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BeatleJazz: With a Little Help From Our Friends (2005)

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BeatleJazz: With a Little Help From Our Friends How we rate: our writers tend to review music they like within their preferred genres.

Let me be the first to admit that I am prejudiced against jazz musicians covering the Beatles. This is in no way related to the source material: like all sentient mammals on the Planet Earth, I adore pretty much every note the Fabs recorded. It's just that their material is so weighted with cultural and nostalgic baggage that (unlike standards like, say, "All the Things You Are ) it retains too much of its Beatleness to be just a set of chords: it's them. Or it's usAbbey Road and Revolver have inhabited our collections so long that they're intertwined in our lives.

It only took Dave Kikoski's gorgeous piano intro and Brian Melvin's hypnotic tabla pattern on "Yes It Is, the opening track of BeatleJazz's third CD, With a Little Help From Our Friends, to confound my cynical expectations. BeatleJazz is composed of Melvin on drums and tablas, Kikoski on piano and synth, and Larry Grenadier on bass. The core group is augmented by the "friends of the CD's title: John Scofield and Mike Stern on guitar; Mike and Randy Brecker on tenor sax and trumpet, respectively; and on four tracks, Boris Koslov substituted on bass. The results are for the most part delightful. Many jazz-covers-rock albums allow the musicians to sleepwalk through bland, jazz-lite arrangements, content to let the familiarity of the material sell the product. Not here: the performances teem with deep concentration and the arrangements are imaginative and very, very smart.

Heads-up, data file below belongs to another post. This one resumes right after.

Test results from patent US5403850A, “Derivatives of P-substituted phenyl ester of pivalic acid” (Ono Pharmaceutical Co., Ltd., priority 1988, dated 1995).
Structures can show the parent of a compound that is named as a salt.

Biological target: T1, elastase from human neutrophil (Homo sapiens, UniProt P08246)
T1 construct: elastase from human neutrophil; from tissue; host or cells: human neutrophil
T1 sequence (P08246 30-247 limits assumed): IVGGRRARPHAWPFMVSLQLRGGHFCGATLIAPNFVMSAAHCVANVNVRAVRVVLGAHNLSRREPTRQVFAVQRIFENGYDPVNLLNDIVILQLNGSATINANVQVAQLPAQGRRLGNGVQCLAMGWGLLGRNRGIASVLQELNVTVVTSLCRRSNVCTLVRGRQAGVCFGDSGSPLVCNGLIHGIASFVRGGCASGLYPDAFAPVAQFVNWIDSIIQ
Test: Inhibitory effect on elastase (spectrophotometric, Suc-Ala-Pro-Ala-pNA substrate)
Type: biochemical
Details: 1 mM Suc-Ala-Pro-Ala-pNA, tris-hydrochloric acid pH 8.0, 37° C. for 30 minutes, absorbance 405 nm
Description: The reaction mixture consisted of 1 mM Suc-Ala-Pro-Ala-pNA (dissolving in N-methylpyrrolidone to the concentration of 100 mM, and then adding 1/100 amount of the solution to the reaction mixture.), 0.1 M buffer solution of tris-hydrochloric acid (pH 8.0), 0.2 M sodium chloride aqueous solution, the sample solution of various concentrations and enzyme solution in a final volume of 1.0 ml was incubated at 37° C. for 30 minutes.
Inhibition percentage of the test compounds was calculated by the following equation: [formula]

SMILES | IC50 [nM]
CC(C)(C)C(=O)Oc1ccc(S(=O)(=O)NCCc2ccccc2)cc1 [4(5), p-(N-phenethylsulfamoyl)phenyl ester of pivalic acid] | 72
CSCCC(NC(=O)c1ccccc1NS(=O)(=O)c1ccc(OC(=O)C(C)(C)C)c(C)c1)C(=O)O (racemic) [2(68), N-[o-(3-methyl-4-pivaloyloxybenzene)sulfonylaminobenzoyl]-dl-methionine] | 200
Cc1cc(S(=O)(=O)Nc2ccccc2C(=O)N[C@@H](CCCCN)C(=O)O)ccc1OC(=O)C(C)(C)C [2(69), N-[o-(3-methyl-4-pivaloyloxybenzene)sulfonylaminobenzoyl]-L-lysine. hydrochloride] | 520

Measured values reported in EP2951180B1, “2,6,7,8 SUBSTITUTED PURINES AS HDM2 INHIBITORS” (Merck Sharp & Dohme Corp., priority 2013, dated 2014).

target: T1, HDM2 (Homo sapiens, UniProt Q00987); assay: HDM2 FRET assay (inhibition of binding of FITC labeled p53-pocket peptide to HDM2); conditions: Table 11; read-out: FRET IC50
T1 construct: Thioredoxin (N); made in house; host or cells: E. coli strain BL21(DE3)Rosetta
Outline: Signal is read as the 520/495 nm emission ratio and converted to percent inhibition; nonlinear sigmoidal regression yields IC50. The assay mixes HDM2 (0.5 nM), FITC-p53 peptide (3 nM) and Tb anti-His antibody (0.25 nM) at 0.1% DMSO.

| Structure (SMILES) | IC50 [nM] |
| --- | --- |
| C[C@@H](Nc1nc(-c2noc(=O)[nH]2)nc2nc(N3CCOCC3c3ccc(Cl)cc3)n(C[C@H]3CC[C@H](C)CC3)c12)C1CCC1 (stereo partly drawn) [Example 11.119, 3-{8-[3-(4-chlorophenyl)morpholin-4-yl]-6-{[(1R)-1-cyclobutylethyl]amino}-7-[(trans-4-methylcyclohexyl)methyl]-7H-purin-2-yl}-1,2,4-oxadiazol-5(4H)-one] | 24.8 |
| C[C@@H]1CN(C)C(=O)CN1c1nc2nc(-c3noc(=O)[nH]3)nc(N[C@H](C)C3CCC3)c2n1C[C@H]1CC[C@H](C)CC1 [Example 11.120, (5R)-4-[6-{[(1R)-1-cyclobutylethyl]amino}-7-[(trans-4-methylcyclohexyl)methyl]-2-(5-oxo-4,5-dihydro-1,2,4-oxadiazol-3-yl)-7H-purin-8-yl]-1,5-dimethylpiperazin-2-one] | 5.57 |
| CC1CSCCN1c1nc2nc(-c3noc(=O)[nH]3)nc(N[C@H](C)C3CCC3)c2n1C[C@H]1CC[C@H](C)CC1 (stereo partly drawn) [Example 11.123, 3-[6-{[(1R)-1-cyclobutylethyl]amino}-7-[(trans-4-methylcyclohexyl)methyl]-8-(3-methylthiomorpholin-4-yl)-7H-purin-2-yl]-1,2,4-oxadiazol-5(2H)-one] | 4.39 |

For example, "Strawberry Fields Forever sheds the baroque studio experimentation of the 1967 single but is otherwise played straight. Kikoski's piano does the melodic heavy lifting, and when the group plays the coda (Grenadier's bowed bass taking the place of the groaning strings of the original), one is struck dumb by how wonderful, how novel that section of the song is. The lack of harmonic development on John Lennon's solo rant "Working Class Hero is dealt with by going pedal-point: Mike Brecker and Kikoski channel Coltrane and McCoy Tyner, respectively, and remake the song as a searching, beseechingly modal ten-minute prayer.

Not everything is that wonderful. Randy Brecker and Kikoski do their best on Lennon's "Imagine, and very nearly pull it off—not surprisingly, as a ballad—but here the song is just too intractable. Even though it's a solo Lennon composition, its utopian sentiment makes it the most Beatle number here in the way it signifies so much more than its words or melody. Brecker's playing that melody so faithfully, right down to the two notes of Lennon's vocal "you-hoo, doesn't help. On the other hand, John Scofield absolutely nails "I Will ; this Paul McCartney number's chords lend themselves well to jazz and Sco's solo is the best he's done in some time—sweet, spacious, and wise.

It's a tribute to the quality of this album that my unfortunate bigotries could be so thwarted. Too bad BeatleJazz can't immediately do another CD: I'm eager to hear their versions of "All Things Must Pass and "She Said She Said.


Track Listing: 1. Yes It Is 2. Piggies 3. Imagine 4. Strawberry Fields Forever 5. I Will 6. Working Class Hero 7. A Hard Day's Night 8. Across the Universe 9. Lovely Rita 10. And I Love Her 11. The End 12. Chains

Personnel: Brian Melvin: drums, tabla; Dave Kikoski: piano, synthesizer; Larry Grenadier: bass (#1-2,4-5,8-9); Boris Koslov: bass (#3,6-7,10); John Scofield: guitar (#2,5); Mike Brecker: tenor saxophone (#6); Mike Stern: guitar (#7,10); Randy Brecker: trumpet (#3)

Record Label: Lightyear Entertainment

Style: Straight-ahead/Mainstream


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